Hydrologies (installation view), 2014, HD Video, 11:07 min. 6/15
Hydrologies Archaea (installation view), 2014
Hydrologies Archaea (installation view), 2014 7/15
A Line describing the Sun (video still), 2010, Video Installation 13:35 min.
A Line describing the Sun (video still), 2010, Video Installation 13:35 min. 8/15
A Line Describing the Sun (video still), 2010, Video Installation, 13:35 min.
A Line Describing the Sun (video still), 2010, Video Installation, 13:35 min. 9/15
A Line Describing the Sun , 2010, Installation View
A Line Describing the Sun , 2010, Installation View 10/15
Time is like the East River (video still), 2009, Video, 3:36 min.
Time is like the East River (video still), 2009, Video, 3:36 min. 11/15
Automatic (video still), 2009, HD Video, 7:41 min.
Automatic (video still), 2009, HD Video, 7:41 min. 12/15
Hunt and Gather (video still), 2008, Two Channel HD Video, 15 min.
Hunt and Gather (video still), 2008, Two Channel HD Video, 15 min. 13/15
Tundra (video still), 2008, HD Video, 3:55 min.
Tundra (video still), 2008, HD Video, 3:55 min. 14/15
Emerge (video still), 2007, HD Video, 2:10 min.
Emerge (video still), 2007, HD Video, 2:10 min. 15/15

“My work intervenes with natural forces and cultural systems to explore ideas of power and human agency. Through the use of homemade props and low-tech devices I engage directly with these forces as a performer or, by passively allowing my constructions to function on their own. In both systems chance and determinism become dominant factors.”  (William Lamson)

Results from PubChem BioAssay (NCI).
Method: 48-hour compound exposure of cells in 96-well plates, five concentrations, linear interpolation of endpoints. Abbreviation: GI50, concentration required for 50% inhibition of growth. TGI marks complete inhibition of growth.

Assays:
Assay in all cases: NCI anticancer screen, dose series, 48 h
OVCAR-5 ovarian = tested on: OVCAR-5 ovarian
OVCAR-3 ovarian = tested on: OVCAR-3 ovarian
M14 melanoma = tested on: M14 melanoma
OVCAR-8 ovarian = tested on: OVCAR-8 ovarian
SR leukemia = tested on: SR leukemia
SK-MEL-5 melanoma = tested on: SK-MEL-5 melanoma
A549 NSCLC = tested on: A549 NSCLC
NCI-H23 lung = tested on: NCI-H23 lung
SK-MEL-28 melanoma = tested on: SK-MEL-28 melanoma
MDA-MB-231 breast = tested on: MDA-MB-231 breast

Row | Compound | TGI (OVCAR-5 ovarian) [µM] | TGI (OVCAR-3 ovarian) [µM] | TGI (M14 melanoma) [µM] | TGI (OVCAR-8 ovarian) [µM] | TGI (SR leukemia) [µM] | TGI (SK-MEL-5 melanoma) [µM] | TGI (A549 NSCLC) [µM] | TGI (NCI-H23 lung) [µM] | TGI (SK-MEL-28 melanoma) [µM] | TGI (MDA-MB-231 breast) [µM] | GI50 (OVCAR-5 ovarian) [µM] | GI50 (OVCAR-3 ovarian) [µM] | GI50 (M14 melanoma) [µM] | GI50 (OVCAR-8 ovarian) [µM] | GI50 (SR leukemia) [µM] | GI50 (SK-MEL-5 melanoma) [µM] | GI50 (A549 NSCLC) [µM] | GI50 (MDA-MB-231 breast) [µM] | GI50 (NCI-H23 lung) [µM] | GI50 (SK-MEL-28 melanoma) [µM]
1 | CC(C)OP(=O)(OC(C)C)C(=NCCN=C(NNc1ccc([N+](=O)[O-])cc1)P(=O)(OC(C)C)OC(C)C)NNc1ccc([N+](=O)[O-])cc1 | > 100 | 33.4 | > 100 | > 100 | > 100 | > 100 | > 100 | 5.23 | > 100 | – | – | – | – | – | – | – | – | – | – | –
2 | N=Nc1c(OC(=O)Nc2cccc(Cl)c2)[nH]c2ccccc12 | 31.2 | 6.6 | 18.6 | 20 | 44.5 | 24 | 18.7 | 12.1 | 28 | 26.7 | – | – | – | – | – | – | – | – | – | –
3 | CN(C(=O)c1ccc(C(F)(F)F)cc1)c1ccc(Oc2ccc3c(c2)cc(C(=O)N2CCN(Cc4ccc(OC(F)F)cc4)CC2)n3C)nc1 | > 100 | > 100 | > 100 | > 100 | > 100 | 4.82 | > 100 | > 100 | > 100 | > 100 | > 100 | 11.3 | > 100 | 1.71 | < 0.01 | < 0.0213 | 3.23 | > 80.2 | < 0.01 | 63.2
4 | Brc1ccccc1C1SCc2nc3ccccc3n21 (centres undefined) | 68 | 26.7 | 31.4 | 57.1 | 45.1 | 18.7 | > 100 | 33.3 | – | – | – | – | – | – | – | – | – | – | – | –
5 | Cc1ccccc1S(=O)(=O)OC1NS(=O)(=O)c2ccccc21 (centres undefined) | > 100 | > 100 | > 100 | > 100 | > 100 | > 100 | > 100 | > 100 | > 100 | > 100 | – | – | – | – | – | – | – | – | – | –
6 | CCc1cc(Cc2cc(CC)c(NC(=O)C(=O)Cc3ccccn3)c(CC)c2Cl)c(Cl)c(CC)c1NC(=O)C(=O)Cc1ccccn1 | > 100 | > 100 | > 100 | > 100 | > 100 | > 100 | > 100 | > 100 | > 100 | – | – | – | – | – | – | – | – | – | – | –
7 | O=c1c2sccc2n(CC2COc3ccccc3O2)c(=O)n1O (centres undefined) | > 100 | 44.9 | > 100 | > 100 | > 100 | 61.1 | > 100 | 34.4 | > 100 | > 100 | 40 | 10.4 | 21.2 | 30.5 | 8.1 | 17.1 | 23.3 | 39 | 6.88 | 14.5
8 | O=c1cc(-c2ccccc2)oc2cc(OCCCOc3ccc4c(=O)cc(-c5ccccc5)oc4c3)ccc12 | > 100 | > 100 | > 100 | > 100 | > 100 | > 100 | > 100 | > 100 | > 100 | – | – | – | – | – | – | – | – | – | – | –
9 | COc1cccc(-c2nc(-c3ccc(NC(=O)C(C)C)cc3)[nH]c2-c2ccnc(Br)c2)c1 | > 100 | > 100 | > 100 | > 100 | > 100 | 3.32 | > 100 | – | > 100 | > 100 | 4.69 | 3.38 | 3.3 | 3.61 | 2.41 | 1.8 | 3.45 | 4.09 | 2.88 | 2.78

William Lamson is an interdisciplinary artist whose diverse practice involves working with elemental forces to create durational performative actions.   Set in landscapes as varied as New York’s East River and Chile’s Atacama Desert, his projects reveal the invisible systems and forces at play within these sites.  In all of his projects, Lamson’s work represents a performative gesture, a collaboration with forces outside of his control to explore systems of knowledge and belief.  Lamson’s work has been exhibited widely in the United States and Europe, including the Brooklyn Musuem, The Moscow Biennial, P.S.1. MOMA, Kunsthalle Erfurt, the Musuem of Contemporary Art, Denver, and Honor Fraser Gallery in Los Angeles.  In addition he has produced site specific installations for the Indianapolis Musuem of Art, the Center For Land Use Interpretation, and Storm King Art Center.   His work is in the collections of the Brooklyn Museum, the Dallas Museum of Art, the Indianapolis Musuem of Art, the Museum of Fine Arts in Houston and a number of private collections.   He has been awarded grants from the Shifting Foundation, the Experimental Television Center, and most recently he is 2014 Guggenheim Fellow.   His work has appeared in ArtForum, Frieze, the New York Times, the Los Angeles Times, the New Yorker, Harpers, and the Village Voice.  William Lamson was born Arlington, Virginia and lives in Brooklyn, New York.  He earned his MFA from Bard College, and he teaches in the Parsons MFA photography program and at the School of Visual Arts.